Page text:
Middle ward  

A meandering path leads you up to the second ward. On the right are two flights of steps, the first will take you to the floor above the entrance gate and provides a good vantage point over the lower ward. With the second staircase you will reach the Byzantine chapel, an earliest structure in the castle. After the restoration, the remains of frescoes are still dimly visible on the walls. On the outer wall at the western end, the French additional masonry has been broken away and through the gaps one can see the colours of some late Byzantine wall paintings. The French used the chapel for Catholic worship and it has several small rooms leading off it: sacristy, confessional and private chapel. Wandering along the dozens of still extant rooms of the middle ward takes some time. These include the monastic refectory, later a royal banqueting hall. At the eastern end of the passage there is the vaulted belvedere, the place where ladies would sit and watch the knights on the jousting ground below. Doorways lead off into small chambers, and flights of steps lead round the walls of the apartments, now largely roofless. There are a couple of latrine rooms on this route. Following the steps higher, one can experience a spectacular view over the Kyrenia coast. Descending the stairs there are some storerooms and barracks on the right. After taking a few steps the path continues upward to an enormous cistern for the storage of vital water that was built partly into the face of the mountain and on the eastern side supported by massive buttresses.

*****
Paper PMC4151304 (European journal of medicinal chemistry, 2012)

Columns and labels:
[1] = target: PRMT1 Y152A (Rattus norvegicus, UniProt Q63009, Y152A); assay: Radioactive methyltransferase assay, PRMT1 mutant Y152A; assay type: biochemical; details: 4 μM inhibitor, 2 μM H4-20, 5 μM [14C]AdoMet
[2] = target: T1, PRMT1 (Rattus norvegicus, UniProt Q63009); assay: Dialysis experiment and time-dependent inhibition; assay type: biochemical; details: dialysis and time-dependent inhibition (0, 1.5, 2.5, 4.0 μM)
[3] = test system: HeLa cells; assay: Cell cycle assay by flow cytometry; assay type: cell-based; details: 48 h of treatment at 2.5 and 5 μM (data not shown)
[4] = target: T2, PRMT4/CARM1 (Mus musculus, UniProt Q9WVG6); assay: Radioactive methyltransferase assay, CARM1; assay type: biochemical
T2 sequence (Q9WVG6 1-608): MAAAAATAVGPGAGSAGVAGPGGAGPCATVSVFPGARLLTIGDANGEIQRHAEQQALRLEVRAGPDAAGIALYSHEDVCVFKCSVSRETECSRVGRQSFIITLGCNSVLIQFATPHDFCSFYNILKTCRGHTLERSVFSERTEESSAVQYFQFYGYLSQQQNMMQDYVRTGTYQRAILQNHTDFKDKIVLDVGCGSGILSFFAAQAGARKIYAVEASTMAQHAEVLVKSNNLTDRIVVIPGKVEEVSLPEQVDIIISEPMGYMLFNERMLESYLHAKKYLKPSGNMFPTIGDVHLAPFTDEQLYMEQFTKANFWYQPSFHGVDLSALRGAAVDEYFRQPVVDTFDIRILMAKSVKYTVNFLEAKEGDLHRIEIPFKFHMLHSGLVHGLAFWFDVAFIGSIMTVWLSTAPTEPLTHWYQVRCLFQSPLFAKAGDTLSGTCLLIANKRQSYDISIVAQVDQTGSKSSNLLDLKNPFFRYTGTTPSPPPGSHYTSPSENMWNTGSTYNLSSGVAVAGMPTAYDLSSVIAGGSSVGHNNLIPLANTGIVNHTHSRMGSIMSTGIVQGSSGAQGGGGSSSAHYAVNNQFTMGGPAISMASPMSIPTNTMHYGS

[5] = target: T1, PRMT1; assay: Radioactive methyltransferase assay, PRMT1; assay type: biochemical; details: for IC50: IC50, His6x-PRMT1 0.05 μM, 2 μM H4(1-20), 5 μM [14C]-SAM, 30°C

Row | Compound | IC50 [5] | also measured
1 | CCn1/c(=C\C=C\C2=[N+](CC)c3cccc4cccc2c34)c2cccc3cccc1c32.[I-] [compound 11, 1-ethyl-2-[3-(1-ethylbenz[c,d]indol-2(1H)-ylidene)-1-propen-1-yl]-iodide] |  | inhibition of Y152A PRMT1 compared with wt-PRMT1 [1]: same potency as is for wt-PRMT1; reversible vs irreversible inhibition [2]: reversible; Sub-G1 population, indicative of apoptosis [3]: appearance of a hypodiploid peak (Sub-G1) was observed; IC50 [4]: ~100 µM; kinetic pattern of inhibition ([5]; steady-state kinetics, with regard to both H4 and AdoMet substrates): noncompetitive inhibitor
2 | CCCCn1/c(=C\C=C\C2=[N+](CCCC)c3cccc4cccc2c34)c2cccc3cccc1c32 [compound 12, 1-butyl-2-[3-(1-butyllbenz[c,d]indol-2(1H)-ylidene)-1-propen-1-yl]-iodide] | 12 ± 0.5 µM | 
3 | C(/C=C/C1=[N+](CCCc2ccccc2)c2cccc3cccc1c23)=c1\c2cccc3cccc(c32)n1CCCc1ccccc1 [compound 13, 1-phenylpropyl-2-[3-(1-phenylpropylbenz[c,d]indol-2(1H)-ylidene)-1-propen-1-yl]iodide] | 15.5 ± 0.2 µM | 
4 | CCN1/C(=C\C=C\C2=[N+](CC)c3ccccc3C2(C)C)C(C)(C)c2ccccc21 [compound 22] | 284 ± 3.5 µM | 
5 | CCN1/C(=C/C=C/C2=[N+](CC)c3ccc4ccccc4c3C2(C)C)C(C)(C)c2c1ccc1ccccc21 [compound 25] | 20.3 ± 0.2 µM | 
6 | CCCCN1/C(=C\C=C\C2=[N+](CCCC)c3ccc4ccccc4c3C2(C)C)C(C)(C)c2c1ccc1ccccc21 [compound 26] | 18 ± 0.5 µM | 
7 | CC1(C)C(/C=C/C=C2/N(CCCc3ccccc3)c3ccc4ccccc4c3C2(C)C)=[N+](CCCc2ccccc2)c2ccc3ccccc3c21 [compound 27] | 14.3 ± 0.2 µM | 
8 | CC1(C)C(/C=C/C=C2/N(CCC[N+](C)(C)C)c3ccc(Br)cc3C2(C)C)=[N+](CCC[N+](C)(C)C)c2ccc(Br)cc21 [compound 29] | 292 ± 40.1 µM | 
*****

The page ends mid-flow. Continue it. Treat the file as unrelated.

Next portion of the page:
St Hilarion Castle, North Cyprus St Hilarion Castle, North Cyprus

Upper ward  

The route to the upper ward is long and winding. Just before reaching the entrance arched gate to the topmost section of the castle, there is a junction. To the left there is Prince John's tower that is worth visiting. According to the legend, Prince John of Antioch, convinced that Bulgarian guards were planning to kill him, had them thrown over the steep cliff to their death. The main entrance is guarded by a strong gate and around the courtyard are more royal apartments, kitchens and ancillary chambers. Returning to level ground the path passes a fenced-in aqueduct and cistern full of mud-puddle and leads into only relatively intact buildings that comprised the royal apartments on this level. These are the remains of the Great Hall, above is the boudoir of the plotting Queen Eleanor. The panoramic view through the Queen's window, carved in the Gothic style, is truly magnificent. If by this time you have any breath left, it is uplifting just to sit and gaze out over the countryside towards the mountain village of Karaman and the coastline of Kyrenia which is 730m lower in elevation. On a clear day you can spot the Taurus Mountains in Turkey, more than 70km away.